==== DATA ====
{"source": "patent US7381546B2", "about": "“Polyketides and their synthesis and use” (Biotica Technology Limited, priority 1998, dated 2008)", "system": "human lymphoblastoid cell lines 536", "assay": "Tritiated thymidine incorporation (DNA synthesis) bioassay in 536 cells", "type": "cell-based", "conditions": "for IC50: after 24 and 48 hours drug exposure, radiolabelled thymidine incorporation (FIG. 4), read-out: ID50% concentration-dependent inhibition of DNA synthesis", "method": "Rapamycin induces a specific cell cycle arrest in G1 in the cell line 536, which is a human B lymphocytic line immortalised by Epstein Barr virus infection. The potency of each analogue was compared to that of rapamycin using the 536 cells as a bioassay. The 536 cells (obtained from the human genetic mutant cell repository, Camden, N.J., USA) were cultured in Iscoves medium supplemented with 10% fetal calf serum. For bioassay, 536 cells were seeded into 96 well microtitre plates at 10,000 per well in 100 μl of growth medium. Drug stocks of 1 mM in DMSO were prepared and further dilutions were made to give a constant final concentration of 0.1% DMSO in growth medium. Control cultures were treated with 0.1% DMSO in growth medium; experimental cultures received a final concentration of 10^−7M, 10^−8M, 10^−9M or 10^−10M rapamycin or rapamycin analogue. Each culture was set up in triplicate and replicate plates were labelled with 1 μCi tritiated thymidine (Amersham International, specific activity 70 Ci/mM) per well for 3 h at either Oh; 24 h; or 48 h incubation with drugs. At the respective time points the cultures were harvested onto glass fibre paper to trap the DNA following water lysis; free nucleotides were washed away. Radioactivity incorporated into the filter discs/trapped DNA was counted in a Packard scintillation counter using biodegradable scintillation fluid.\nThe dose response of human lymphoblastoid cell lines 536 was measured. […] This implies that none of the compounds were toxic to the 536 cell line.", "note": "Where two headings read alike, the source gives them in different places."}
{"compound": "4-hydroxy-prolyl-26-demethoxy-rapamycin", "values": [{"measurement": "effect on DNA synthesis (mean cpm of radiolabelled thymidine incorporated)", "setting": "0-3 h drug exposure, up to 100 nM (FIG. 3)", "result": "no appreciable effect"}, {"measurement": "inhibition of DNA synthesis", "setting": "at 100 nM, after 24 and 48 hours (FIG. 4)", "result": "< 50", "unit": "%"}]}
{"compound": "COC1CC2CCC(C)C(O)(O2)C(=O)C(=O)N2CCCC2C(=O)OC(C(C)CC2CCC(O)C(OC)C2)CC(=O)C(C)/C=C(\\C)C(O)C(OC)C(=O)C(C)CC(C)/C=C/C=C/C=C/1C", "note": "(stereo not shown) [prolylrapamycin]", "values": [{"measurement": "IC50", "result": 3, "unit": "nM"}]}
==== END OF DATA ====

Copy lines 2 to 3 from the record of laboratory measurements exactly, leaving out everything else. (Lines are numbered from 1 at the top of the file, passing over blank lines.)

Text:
{"compound": "4-hydroxy-prolyl-26-demethoxy-rapamycin", "values": [{"measurement": "effect on DNA synthesis (mean cpm of radiolabelled thymidine incorporated)", "setting": "0-3 h drug exposure, up to 100 nM (FIG. 3)", "result": "no appreciable effect"}, {"measurement": "inhibition of DNA synthesis", "setting": "at 100 nM, after 24 and 48 hours (FIG. 4)", "result": "< 50", "unit": "%"}]}
{"compound": "COC1CC2CCC(C)C(O)(O2)C(=O)C(=O)N2CCCC2C(=O)OC(C(C)CC2CCC(O)C(OC)C2)CC(=O)C(C)/C=C(\\C)C(O)C(OC)C(=O)C(C)CC(C)/C=C/C=C/C=C/1C", "note": "(stereo not shown) [prolylrapamycin]", "values": [{"measurement": "IC50", "result": 3, "unit": "nM"}]}